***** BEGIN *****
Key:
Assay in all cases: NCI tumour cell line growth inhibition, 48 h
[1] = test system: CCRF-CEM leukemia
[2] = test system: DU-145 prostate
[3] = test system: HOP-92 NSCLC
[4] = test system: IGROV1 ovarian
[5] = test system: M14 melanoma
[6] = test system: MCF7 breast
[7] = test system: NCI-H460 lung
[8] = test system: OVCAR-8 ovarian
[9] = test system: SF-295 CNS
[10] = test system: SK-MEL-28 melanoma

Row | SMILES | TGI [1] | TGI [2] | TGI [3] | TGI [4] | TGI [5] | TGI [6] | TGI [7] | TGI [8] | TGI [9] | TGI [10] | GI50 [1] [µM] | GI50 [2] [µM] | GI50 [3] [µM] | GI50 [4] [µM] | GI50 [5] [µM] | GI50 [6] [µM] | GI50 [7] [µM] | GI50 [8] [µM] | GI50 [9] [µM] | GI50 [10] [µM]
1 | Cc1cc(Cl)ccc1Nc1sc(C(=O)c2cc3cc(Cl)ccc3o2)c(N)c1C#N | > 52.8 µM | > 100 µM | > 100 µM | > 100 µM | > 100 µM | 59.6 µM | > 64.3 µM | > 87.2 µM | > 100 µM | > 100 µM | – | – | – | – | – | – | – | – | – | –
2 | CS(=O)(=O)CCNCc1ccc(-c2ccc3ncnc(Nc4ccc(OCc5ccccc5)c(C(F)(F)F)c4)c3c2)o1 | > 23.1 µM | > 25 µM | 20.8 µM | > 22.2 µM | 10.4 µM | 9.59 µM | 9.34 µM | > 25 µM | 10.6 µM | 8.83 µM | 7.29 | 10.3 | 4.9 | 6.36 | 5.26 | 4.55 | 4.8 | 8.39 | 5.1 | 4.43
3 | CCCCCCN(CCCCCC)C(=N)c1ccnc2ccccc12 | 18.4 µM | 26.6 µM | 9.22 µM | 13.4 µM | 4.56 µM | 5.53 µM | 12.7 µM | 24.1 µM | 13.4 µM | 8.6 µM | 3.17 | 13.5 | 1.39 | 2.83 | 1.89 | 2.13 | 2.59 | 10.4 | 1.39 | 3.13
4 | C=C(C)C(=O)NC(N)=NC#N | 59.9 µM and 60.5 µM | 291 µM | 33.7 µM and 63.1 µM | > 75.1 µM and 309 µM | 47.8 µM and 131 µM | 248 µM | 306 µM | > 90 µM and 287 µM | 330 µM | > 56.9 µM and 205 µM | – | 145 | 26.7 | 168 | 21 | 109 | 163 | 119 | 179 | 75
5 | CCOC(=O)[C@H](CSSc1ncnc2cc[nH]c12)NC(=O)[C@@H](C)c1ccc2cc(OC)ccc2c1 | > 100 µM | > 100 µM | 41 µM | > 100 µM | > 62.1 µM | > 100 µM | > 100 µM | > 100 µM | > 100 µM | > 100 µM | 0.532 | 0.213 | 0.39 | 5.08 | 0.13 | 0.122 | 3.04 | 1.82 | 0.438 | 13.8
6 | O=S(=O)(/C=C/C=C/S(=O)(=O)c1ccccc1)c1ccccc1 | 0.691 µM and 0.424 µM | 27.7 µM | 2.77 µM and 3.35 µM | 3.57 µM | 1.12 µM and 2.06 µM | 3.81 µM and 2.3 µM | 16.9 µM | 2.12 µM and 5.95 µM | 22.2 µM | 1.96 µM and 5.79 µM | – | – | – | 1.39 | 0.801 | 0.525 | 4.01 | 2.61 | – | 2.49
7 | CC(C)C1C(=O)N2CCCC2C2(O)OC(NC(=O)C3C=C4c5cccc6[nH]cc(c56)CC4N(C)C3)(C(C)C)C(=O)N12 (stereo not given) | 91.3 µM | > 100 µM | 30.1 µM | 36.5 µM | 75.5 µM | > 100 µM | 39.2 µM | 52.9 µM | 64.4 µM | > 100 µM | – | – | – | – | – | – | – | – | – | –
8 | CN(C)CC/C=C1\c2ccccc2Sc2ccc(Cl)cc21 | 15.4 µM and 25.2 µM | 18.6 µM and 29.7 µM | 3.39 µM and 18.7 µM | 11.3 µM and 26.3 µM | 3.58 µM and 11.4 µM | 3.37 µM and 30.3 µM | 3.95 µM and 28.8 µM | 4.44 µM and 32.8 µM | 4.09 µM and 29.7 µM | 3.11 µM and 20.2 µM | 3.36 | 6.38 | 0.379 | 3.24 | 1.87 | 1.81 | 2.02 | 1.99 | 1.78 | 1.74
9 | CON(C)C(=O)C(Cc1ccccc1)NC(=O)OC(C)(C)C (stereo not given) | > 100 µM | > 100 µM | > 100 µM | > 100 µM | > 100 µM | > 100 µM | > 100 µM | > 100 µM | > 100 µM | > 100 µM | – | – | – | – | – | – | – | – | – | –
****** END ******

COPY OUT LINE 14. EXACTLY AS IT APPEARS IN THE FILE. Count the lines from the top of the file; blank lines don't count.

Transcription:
1 | Cc1cc(Cl)ccc1Nc1sc(C(=O)c2cc3cc(Cl)ccc3o2)c(N)c1C#N | > 52.8 µM | > 100 µM | > 100 µM | > 100 µM | > 100 µM | 59.6 µM | > 64.3 µM | > 87.2 µM | > 100 µM | > 100 µM | – | – | – | – | – | – | – | – | – | –